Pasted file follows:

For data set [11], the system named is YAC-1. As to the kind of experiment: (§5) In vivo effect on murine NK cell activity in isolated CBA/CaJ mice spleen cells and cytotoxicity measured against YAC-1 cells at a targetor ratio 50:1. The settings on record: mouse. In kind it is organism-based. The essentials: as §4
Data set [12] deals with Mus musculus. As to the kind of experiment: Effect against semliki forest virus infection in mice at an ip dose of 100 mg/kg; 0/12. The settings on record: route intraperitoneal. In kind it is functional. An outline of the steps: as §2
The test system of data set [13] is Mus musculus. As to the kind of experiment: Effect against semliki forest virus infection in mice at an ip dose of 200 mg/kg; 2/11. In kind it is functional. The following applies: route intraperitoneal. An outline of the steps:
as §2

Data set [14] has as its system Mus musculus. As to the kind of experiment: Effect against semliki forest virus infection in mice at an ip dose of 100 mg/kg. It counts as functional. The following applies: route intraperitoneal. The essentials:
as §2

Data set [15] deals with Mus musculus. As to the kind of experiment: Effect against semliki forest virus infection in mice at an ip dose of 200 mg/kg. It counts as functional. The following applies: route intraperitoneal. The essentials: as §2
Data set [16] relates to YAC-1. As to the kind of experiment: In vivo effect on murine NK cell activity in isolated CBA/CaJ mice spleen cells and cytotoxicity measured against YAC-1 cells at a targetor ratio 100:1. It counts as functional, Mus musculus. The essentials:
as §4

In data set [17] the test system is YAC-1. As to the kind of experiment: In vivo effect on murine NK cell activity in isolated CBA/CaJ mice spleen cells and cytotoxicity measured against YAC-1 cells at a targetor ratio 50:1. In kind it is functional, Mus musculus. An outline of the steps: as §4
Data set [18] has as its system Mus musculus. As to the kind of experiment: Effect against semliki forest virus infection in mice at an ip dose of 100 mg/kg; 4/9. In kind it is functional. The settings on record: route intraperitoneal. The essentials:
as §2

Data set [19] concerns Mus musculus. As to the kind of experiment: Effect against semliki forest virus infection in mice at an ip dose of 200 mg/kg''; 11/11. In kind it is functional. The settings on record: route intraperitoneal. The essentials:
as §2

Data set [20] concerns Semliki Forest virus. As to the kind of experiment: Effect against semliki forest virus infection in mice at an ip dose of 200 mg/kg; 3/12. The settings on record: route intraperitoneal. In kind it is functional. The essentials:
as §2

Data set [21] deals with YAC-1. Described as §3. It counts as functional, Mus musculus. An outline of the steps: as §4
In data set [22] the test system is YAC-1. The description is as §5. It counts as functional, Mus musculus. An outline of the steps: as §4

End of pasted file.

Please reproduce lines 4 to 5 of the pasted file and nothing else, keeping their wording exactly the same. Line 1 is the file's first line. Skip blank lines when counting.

as §2

Data set [14] has as its system Mus musculus. As to the kind of experiment: Effect against semliki forest virus infection in mice at an ip dose of 100 mg/kg. It counts as functional. The following applies: route intraperitoneal. The essentials: